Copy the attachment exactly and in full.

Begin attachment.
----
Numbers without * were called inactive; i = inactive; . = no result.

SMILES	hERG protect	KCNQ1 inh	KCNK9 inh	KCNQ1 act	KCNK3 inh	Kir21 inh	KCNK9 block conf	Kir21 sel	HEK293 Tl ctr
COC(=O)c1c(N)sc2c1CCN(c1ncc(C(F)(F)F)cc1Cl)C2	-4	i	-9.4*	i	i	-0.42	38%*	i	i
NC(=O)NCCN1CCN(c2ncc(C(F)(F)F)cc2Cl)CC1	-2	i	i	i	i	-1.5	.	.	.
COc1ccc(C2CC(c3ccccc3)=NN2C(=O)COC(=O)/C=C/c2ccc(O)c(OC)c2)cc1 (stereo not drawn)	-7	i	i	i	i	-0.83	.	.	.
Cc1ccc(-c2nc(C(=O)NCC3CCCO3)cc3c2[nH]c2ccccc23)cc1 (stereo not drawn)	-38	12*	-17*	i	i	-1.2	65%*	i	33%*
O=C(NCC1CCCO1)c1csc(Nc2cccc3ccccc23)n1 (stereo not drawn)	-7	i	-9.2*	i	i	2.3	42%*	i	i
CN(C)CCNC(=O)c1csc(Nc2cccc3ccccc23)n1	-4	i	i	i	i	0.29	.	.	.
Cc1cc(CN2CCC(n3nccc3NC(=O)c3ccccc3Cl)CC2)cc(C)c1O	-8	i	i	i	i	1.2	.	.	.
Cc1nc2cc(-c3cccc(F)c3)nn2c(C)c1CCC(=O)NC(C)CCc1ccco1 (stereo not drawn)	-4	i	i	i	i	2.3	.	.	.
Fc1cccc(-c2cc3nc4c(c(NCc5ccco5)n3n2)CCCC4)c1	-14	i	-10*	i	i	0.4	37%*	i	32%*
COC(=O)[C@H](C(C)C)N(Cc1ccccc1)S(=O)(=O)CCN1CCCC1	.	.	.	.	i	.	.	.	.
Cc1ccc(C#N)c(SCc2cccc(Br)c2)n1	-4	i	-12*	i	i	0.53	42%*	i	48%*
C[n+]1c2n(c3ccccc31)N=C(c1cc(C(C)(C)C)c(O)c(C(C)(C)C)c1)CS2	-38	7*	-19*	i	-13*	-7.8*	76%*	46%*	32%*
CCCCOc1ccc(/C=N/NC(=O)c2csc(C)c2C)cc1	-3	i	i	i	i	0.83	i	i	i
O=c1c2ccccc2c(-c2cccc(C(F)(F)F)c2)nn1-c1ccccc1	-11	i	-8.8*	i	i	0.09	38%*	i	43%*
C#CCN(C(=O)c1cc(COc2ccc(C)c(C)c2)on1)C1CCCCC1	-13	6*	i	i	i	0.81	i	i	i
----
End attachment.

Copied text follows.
Numbers without * were called inactive; i = inactive; . = no result.

SMILES	hERG protect	KCNQ1 inh	KCNK9 inh	KCNQ1 act	KCNK3 inh	Kir21 inh	KCNK9 block conf	Kir21 sel	HEK293 Tl ctr
COC(=O)c1c(N)sc2c1CCN(c1ncc(C(F)(F)F)cc1Cl)C2	-4	i	-9.4*	i	i	-0.42	38%*	i	i
NC(=O)NCCN1CCN(c2ncc(C(F)(F)F)cc2Cl)CC1	-2	i	i	i	i	-1.5	.	.	.
COc1ccc(C2CC(c3ccccc3)=NN2C(=O)COC(=O)/C=C/c2ccc(O)c(OC)c2)cc1 (stereo not drawn)	-7	i	i	i	i	-0.83	.	.	.
Cc1ccc(-c2nc(C(=O)NCC3CCCO3)cc3c2[nH]c2ccccc23)cc1 (stereo not drawn)	-38	12*	-17*	i	i	-1.2	65%*	i	33%*
O=C(NCC1CCCO1)c1csc(Nc2cccc3ccccc23)n1 (stereo not drawn)	-7	i	-9.2*	i	i	2.3	42%*	i	i
CN(C)CCNC(=O)c1csc(Nc2cccc3ccccc23)n1	-4	i	i	i	i	0.29	.	.	.
Cc1cc(CN2CCC(n3nccc3NC(=O)c3ccccc3Cl)CC2)cc(C)c1O	-8	i	i	i	i	1.2	.	.	.
Cc1nc2cc(-c3cccc(F)c3)nn2c(C)c1CCC(=O)NC(C)CCc1ccco1 (stereo not drawn)	-4	i	i	i	i	2.3	.	.	.
Fc1cccc(-c2cc3nc4c(c(NCc5ccco5)n3n2)CCCC4)c1	-14	i	-10*	i	i	0.4	37%*	i	32%*
COC(=O)[C@H](C(C)C)N(Cc1ccccc1)S(=O)(=O)CCN1CCCC1	.	.	.	.	i	.	.	.	.
Cc1ccc(C#N)c(SCc2cccc(Br)c2)n1	-4	i	-12*	i	i	0.53	42%*	i	48%*
C[n+]1c2n(c3ccccc31)N=C(c1cc(C(C)(C)C)c(O)c(C(C)(C)C)c1)CS2	-38	7*	-19*	i	-13*	-7.8*	76%*	46%*	32%*
CCCCOc1ccc(/C=N/NC(=O)c2csc(C)c2C)cc1	-3	i	i	i	i	0.83	i	i	i
O=c1c2ccccc2c(-c2cccc(C(F)(F)F)c2)nn1-c1ccccc1	-11	i	-8.8*	i	i	0.09	38%*	i	43%*
C#CCN(C(=O)c1cc(COc2ccc(C)c(C)c2)on1)C1CCCCC1	-13	6*	i	i	i	0.81	i	i	i